How to restore Azure VM data in Azure portal

This article describes how to restore Azure VM data from the recovery points stored in Azure Backup Recovery Services vaults.

Restore options

Azure Backup provides several ways to restore a VM.

Restore option Details
Create a new VM Quickly creates and gets a basic VM up and running from a restore point.

You can specify a name for the VM, select the resource group and virtual network (VNet) in which it will be placed, and specify a storage account for the restored VM. The new VM must be created in the same region as the source VM.

If a VM restore fails because an Azure VM SKU wasn't available in the specified region of Azure, or because of any other issues, Azure Backup still restores the disks in the specified resource group.
Restore disk Restores a VM disk, which can then be used to create a new VM.

Azure Backup provides a template to help you customize and create a VM.

The restore job generates a template that you can download and use to specify custom VM settings, and create a VM.

The disks are copied to the Resource Group you specify.

Alternatively, you can attach the disk to an existing VM, or create a new VM using PowerShell.

This option is useful if you want to customize the VM, add configuration settings that weren't there at the time of backup, or add settings that must be configured using the template or PowerShell.
Replace existing You can restore a disk, and use it to replace a disk on the existing VM.

The current VM must exist. If it's been deleted, this option can't be used.

Azure Backup takes a snapshot of the existing VM before replacing the disk, and stores it in the staging location you specify. Existing disks connected to the VM are replaced with the selected restore point.

The snapshot is copied to the vault, and retained in accordance with the retention policy.

After the replace disk operation, the original disk is retained in the resource group. You can choose to manually delete the original disks if they aren't needed.

Replace existing is supported for unencrypted managed VMs, including VMs created using custom images. It's unsupported for classic VMs, unmanaged VMs, and generalized VMs.

If the restore point has more or less disks than the current VM, then the number of disks in the restore point will only reflect the VM configuration.

Replace existing is also supported for VMs with linked resources, like user-assigned managed-identity or Key Vault.
Cross Region (secondary region) Cross Region restore can be used to restore Azure VMs in the secondary region, which is an Azure paired region.

You can restore all the Azure VMs for the selected recovery point if the backup is done in the secondary region.

During the backup, snapshots aren't replicated to the secondary region. Only the data stored in the vault is replicated. So secondary region restores are only vault tier restores. The restore time for the secondary region will be almost the same as the vault tier restore time for the primary region.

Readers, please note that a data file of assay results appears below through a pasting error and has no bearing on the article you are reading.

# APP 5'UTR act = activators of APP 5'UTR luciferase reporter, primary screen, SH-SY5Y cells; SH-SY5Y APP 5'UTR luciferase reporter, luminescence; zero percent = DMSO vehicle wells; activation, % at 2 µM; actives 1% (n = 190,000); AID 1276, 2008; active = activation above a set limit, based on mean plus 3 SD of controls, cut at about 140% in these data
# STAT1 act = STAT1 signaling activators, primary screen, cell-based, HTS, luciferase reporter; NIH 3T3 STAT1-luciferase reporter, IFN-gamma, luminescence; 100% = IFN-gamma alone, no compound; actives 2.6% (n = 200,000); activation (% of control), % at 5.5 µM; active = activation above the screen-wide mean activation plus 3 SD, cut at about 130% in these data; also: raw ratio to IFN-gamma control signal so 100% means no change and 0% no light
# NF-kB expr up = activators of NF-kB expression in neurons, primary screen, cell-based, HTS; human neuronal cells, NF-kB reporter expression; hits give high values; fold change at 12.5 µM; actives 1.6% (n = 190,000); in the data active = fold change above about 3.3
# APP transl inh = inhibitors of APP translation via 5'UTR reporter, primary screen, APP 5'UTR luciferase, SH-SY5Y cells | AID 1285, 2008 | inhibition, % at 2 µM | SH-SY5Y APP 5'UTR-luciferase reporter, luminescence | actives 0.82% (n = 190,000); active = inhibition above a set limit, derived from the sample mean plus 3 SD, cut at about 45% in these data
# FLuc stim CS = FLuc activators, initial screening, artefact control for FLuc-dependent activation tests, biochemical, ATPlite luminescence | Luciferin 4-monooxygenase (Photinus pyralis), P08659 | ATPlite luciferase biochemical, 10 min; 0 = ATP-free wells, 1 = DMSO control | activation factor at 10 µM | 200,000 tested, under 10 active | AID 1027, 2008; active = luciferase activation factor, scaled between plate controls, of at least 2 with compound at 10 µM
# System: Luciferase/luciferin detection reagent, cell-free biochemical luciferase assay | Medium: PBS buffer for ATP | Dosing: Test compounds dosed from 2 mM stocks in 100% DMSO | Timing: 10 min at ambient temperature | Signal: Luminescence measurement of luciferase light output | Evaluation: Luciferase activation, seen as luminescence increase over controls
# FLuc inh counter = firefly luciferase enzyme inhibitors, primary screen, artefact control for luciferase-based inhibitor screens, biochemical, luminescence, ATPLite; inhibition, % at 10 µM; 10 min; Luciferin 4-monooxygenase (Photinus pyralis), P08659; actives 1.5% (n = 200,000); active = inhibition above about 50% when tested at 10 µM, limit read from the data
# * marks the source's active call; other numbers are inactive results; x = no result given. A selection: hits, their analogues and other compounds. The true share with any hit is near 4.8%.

This feature is available for the options below:

- Create a VM
- Restore Disks

We don't currently support the Replace existing disks option.

Permissions
The restore operation on secondary region can be performed by Backup Admins and App admins.
Cross Subscription Restore (preview) Allows you to restore Azure Virtual Machines or disks to any subscription (as per the Azure RBAC capabilities) from restore points.

You can trigger Cross Subscription Restore for managed virtual machines only.

Cross Subscription Restore is supported for Restore with Managed System Identities (MSI).

It's unsupported for snapshots and secondary region restores.

It's unsupported for unmanaged VMs, Encrypted Azure VMs and Trusted Launch VMs.
Cross Zonal Restore (preview) Allows you to restore Azure Virtual Machines or disks pinned to any zone to different available zones (as per the Azure RBAC capabilities) from restore points.

You can trigger Cross Zonal Restore for managed virtual machines only.

Cross Zonal Restore is supported for Restore with Managed System Identities (MSI).

Cross Zonal Restore supports restore of an Azure zone pinned/non-zone pinned VM from a vault with Zonal-redundant storage (ZRS) enabled. Learn how to set Storage Redundancy.

It's supported to restore an Azure zone pinned VM only from a vault with Cross Region Restore (CRR) (if the secondary region supports zones) or Zone Redundant Storage (ZRS) enabled.

Cross Zonal Restore is supported from secondary regions.

It's unsupported from snapshots restore point.

It's unsupported for Encrypted Azure VMs and Trusted Launch VMs.

Tip

To receive alerts/notifications when a restore operation fails, use Azure Monitor alerts for Azure Backup. This helps you to monitor such failures and take necessary actions to remediate the issues.

Note

You can also recover specific files and folders on an Azure VM. Learn more.

Storage accounts

Some details about storage accounts:

  • Create VM: When you create a new VM, the VM will be placed in the storage account you specify.
  • Restore disk: When you restore a disk, the disk is copied to the storage account you specify. The restore job generates a template that you can download and use to specify custom VM settings. This template is placed in the specified storage account.
  • Replace disk: When you replace a disk in an existing VM, Azure Backup takes a snapshot of the existing VM before replacing the disk. The snapshot is also copied to the Recovery Services vault through data transfer, as a background process. However, once the snapshot phase is completed, the replace disks operation is triggered. After the replace disk operation, the disks of the source Azure VM are left in the specified Resource group for your operation and the VHDs are stored in the specified storage account. You can choose to delete or retain these VHDs and disks.
  • Storage account location: The storage account must be in the same region as the vault. Only these accounts are displayed. If there are no storage accounts in the location, you need to create one.